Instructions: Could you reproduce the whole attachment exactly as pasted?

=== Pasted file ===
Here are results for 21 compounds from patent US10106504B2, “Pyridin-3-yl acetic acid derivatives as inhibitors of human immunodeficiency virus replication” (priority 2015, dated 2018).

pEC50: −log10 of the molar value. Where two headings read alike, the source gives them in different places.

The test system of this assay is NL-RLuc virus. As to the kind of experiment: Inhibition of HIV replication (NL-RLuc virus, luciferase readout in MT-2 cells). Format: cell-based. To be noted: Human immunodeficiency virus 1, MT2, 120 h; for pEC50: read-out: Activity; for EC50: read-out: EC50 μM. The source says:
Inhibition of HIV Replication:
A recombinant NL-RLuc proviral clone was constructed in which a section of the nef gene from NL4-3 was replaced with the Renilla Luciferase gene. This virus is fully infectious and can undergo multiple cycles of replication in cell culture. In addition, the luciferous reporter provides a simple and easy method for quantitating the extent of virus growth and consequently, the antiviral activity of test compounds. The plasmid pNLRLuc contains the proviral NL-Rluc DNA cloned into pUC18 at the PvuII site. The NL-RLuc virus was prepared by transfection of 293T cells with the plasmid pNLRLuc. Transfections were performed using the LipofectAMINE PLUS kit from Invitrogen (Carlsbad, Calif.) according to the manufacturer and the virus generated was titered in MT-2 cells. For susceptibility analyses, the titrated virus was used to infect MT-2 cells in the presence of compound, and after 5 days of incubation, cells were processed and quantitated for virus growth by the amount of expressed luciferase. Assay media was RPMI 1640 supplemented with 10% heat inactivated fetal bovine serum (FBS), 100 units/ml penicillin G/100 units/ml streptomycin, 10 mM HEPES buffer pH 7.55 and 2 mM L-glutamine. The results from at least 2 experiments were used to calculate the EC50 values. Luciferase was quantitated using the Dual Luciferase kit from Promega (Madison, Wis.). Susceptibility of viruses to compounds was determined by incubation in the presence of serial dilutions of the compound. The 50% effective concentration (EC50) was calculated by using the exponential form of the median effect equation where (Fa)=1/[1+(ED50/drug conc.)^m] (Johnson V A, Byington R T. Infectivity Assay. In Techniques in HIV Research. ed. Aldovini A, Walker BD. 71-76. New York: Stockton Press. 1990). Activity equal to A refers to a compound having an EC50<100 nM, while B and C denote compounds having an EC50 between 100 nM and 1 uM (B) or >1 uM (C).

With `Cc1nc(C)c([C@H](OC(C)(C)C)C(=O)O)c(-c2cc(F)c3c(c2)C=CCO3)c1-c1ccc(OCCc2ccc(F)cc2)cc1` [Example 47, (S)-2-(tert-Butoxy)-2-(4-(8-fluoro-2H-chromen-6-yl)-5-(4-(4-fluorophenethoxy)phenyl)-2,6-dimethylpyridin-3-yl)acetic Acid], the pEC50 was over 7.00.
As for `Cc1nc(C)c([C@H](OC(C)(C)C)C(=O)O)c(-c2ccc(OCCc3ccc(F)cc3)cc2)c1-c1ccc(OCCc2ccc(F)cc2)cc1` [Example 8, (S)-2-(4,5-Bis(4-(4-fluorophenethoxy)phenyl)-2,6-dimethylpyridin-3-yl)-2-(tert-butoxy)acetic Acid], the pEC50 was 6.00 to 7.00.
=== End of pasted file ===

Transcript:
Here are results for 21 compounds from patent US10106504B2, “Pyridin-3-yl acetic acid derivatives as inhibitors of human immunodeficiency virus replication” (priority 2015, dated 2018).

pEC50: −log10 of the molar value. Where two headings read alike, the source gives them in different places.

The test system of this assay is NL-RLuc virus. As to the kind of experiment: Inhibition of HIV replication (NL-RLuc virus, luciferase readout in MT-2 cells). Format: cell-based. To be noted: Human immunodeficiency virus 1, MT2, 120 h; for pEC50: read-out: Activity; for EC50: read-out: EC50 μM. The source says:
Inhibition of HIV Replication:
A recombinant NL-RLuc proviral clone was constructed in which a section of the nef gene from NL4-3 was replaced with the Renilla Luciferase gene. This virus is fully infectious and can undergo multiple cycles of replication in cell culture. In addition, the luciferous reporter provides a simple and easy method for quantitating the extent of virus growth and consequently, the antiviral activity of test compounds. The plasmid pNLRLuc contains the proviral NL-Rluc DNA cloned into pUC18 at the PvuII site. The NL-RLuc virus was prepared by transfection of 293T cells with the plasmid pNLRLuc. Transfections were performed using the LipofectAMINE PLUS kit from Invitrogen (Carlsbad, Calif.) according to the manufacturer and the virus generated was titered in MT-2 cells. For susceptibility analyses, the titrated virus was used to infect MT-2 cells in the presence of compound, and after 5 days of incubation, cells were processed and quantitated for virus growth by the amount of expressed luciferase. Assay media was RPMI 1640 supplemented with 10% heat inactivated fetal bovine serum (FBS), 100 units/ml penicillin G/100 units/ml streptomycin, 10 mM HEPES buffer pH 7.55 and 2 mM L-glutamine. The results from at least 2 experiments were used to calculate the EC50 values. Luciferase was quantitated using the Dual Luciferase kit from Promega (Madison, Wis.). Susceptibility of viruses to compounds was determined by incubation in the presence of serial dilutions of the compound. The 50% effective concentration (EC50) was calculated by using the exponential form of the median effect equation where (Fa)=1/[1+(ED50/drug conc.)^m] (Johnson V A, Byington R T. Infectivity Assay. In Techniques in HIV Research. ed. Aldovini A, Walker BD. 71-76. New York: Stockton Press. 1990). Activity equal to A refers to a compound having an EC50<100 nM, while B and C denote compounds having an EC50 between 100 nM and 1 uM (B) or >1 uM (C).

With `Cc1nc(C)c([C@H](OC(C)(C)C)C(=O)O)c(-c2cc(F)c3c(c2)C=CCO3)c1-c1ccc(OCCc2ccc(F)cc2)cc1` [Example 47, (S)-2-(tert-Butoxy)-2-(4-(8-fluoro-2H-chromen-6-yl)-5-(4-(4-fluorophenethoxy)phenyl)-2,6-dimethylpyridin-3-yl)acetic Acid], the pEC50 was over 7.00.
As for `Cc1nc(C)c([C@H](OC(C)(C)C)C(=O)O)c(-c2ccc(OCCc3ccc(F)cc3)cc2)c1-c1ccc(OCCc2ccc(F)cc2)cc1` [Example 8, (S)-2-(4,5-Bis(4-(4-fluorophenethoxy)phenyl)-2,6-dimethylpyridin-3-yl)-2-(tert-butoxy)acetic Acid], the pEC50 was 6.00 to 7.00.